The World Food Program is being investigated in Sri Lanka for gifting luxury duty-free vehicles to a charity headed by former president Mahinda Rajapakse’s wife, officials said Tuesday.
Police said an investigation into an accident involving a sports utility vehicle revealed that it was one of two SUVs to be given as a “donation” by the UN agency to Shiranthi Rajapakse’s Siriliya Saviya Foundation and that neither party had paid import taxes which can be up to 350 percent.
A fleet of four-wheel drive vehicles was imported by various UN agencies in early 2005 to carry out relief and reconstruction after the December 2004 Asian tsunami which claimed at least 31,000 lives in Sri Lanka.
There was no comment from the WFP office in Colombo, but the agency’s regional bureau in Bangkok said the agency had followed “standard WFP protocols and procedures” in donating the vehicles.
“It is the obligation of recipients to either to pay the duty, taxes and all the dues or seek a waiver from the government (of Sri Lanka),” WFP’s Angeli Mendoza said in an e-mail response to AFP.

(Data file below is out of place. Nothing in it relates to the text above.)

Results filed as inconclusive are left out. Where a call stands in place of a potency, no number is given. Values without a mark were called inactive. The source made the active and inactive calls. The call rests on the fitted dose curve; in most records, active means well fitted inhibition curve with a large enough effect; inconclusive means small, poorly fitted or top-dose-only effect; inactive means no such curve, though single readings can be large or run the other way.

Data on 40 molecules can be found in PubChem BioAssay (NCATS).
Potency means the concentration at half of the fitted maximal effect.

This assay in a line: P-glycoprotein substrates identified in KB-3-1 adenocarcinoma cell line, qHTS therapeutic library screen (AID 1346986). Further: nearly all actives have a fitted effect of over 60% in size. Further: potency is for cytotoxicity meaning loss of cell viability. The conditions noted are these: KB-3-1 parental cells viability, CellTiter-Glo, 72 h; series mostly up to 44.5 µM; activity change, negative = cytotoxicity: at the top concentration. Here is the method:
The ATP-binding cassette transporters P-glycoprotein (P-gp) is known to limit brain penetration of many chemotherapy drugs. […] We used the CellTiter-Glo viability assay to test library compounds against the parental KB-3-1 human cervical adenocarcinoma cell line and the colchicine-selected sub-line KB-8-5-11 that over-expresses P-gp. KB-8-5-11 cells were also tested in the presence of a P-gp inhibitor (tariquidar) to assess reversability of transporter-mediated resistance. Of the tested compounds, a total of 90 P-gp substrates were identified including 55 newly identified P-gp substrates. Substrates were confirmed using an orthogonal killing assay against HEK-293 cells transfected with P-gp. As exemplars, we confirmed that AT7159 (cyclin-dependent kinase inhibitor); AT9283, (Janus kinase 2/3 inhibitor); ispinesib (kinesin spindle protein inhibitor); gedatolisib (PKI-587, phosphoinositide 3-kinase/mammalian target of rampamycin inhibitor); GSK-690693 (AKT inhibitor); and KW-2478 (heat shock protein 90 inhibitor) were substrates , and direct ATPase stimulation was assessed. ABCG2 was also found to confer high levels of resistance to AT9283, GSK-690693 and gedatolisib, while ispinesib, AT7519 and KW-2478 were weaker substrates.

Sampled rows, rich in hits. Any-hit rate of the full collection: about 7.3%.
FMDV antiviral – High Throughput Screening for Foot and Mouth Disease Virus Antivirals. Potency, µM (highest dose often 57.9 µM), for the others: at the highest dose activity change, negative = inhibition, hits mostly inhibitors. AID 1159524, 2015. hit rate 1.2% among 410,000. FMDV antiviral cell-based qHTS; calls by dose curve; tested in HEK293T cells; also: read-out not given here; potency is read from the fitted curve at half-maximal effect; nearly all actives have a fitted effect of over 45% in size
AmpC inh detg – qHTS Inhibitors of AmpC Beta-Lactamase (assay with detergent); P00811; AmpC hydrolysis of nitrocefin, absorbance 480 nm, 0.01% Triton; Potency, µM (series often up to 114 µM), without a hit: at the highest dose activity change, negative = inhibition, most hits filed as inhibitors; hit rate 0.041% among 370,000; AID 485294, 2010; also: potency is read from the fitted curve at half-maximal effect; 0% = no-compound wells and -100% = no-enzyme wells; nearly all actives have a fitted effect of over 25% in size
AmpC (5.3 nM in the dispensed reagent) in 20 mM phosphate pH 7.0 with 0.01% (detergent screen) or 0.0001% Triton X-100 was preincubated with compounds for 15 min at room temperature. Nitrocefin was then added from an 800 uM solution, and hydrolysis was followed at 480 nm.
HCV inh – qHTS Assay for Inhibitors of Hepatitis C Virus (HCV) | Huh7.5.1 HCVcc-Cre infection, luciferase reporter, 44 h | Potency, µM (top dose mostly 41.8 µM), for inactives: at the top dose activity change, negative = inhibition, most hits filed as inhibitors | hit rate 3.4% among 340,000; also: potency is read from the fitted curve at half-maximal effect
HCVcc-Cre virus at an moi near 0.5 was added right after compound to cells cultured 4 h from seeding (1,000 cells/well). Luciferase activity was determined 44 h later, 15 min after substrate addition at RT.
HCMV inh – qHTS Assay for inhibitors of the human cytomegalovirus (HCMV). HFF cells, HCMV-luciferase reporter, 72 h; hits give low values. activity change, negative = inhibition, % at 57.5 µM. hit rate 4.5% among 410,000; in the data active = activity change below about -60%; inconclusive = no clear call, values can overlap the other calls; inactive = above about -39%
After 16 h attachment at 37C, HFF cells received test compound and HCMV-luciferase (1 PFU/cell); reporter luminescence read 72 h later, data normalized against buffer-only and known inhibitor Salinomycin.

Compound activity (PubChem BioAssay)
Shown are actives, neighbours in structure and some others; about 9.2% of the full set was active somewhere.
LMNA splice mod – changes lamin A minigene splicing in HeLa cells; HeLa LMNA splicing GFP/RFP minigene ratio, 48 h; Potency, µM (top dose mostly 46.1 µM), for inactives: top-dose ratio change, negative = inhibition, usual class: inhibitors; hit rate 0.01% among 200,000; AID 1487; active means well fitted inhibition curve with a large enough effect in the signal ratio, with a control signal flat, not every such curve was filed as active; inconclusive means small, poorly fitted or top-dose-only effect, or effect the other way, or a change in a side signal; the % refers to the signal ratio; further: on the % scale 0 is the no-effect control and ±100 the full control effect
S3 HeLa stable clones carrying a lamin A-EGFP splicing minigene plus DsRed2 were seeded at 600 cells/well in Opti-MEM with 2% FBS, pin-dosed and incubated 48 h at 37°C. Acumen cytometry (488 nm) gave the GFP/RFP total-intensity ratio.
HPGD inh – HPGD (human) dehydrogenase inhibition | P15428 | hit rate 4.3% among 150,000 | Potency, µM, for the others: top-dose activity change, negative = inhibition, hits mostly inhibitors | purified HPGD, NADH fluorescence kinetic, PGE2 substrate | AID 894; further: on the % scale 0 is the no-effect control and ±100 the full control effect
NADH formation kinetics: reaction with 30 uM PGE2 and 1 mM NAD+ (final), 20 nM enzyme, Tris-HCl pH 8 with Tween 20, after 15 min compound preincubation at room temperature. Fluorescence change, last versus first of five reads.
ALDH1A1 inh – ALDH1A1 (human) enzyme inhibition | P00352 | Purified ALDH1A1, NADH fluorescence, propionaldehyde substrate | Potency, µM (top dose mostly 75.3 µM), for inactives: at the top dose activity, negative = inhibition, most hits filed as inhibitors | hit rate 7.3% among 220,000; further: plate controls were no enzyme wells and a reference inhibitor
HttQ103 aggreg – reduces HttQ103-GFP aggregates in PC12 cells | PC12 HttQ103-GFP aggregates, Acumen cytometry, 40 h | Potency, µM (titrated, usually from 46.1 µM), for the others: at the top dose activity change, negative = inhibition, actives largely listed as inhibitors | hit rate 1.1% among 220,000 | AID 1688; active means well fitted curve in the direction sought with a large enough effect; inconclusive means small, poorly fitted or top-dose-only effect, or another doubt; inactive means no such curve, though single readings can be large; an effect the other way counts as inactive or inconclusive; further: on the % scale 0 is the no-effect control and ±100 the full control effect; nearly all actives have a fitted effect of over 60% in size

“The recipient officially acknowledged receipt of the donated vehicle and WFP has not received any indication from the recipient of its inability to pay for the dues,” Mendoza said.
However, a spokesman for the finance ministry said it had initiated an investigation to find out how the WFP transferred ownership of the vehicles to locals without prior approval.
Foreign ministry sources said they had already asked the WFP for an explanation of their donations of vehicles imported for tsunami relief operations.
The vehicles were gifted in 2012 at a time when Rajapakse’s government was at loggerheads with the UN over alleged war crimes committed by government troops while crushing Tamil separatists in 2009.
The government had also imposed restrictions on the UN and its staff travelling to the former war zone.
The WFP did not say on what basis they choose the former first lady’s charity to receive the vehicles.
Shiranthi Rajapakse is already being investigated by the police Financial Crimes Investigation Division over the alleged misappropriation of funds of her foundation which helps women in rural areas.
The new government which came to power after the defeat of Rajapakse at the January 8 election has begun investigations to recover billions of dollars said to have been siphoned off during his decade in office.